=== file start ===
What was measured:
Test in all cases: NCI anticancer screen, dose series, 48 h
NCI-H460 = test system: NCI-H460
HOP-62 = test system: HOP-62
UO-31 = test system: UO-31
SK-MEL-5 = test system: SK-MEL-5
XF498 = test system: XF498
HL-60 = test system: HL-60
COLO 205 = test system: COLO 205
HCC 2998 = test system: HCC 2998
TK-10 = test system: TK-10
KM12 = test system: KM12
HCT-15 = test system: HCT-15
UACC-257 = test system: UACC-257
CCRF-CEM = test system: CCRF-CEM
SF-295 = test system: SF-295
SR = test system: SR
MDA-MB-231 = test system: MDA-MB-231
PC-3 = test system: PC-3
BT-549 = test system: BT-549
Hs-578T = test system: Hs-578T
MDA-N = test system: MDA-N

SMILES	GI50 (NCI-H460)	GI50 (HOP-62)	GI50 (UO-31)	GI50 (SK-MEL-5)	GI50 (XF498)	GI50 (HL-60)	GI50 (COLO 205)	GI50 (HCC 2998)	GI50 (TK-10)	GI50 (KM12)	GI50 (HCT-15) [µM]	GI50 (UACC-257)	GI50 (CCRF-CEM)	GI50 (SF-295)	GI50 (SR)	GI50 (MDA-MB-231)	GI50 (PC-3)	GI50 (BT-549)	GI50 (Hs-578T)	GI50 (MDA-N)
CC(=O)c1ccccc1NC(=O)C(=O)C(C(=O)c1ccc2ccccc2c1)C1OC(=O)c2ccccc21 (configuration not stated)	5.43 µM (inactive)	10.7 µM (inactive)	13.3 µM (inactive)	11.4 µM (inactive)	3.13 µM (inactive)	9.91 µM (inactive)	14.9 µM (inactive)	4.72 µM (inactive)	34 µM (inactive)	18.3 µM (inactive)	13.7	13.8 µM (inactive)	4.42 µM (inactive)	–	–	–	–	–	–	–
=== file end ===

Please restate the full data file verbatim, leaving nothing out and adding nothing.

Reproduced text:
What was measured:
Test in all cases: NCI anticancer screen, dose series, 48 h
NCI-H460 = test system: NCI-H460
HOP-62 = test system: HOP-62
UO-31 = test system: UO-31
SK-MEL-5 = test system: SK-MEL-5
XF498 = test system: XF498
HL-60 = test system: HL-60
COLO 205 = test system: COLO 205
HCC 2998 = test system: HCC 2998
TK-10 = test system: TK-10
KM12 = test system: KM12
HCT-15 = test system: HCT-15
UACC-257 = test system: UACC-257
CCRF-CEM = test system: CCRF-CEM
SF-295 = test system: SF-295
SR = test system: SR
MDA-MB-231 = test system: MDA-MB-231
PC-3 = test system: PC-3
BT-549 = test system: BT-549
Hs-578T = test system: Hs-578T
MDA-N = test system: MDA-N

SMILES	GI50 (NCI-H460)	GI50 (HOP-62)	GI50 (UO-31)	GI50 (SK-MEL-5)	GI50 (XF498)	GI50 (HL-60)	GI50 (COLO 205)	GI50 (HCC 2998)	GI50 (TK-10)	GI50 (KM12)	GI50 (HCT-15) [µM]	GI50 (UACC-257)	GI50 (CCRF-CEM)	GI50 (SF-295)	GI50 (SR)	GI50 (MDA-MB-231)	GI50 (PC-3)	GI50 (BT-549)	GI50 (Hs-578T)	GI50 (MDA-N)
CC(=O)c1ccccc1NC(=O)C(=O)C(C(=O)c1ccc2ccccc2c1)C1OC(=O)c2ccccc21 (configuration not stated)	5.43 µM (inactive)	10.7 µM (inactive)	13.3 µM (inactive)	11.4 µM (inactive)	3.13 µM (inactive)	9.91 µM (inactive)	14.9 µM (inactive)	4.72 µM (inactive)	34 µM (inactive)	18.3 µM (inactive)	13.7	13.8 µM (inactive)	4.42 µM (inactive)	–	–	–	–	–	–	–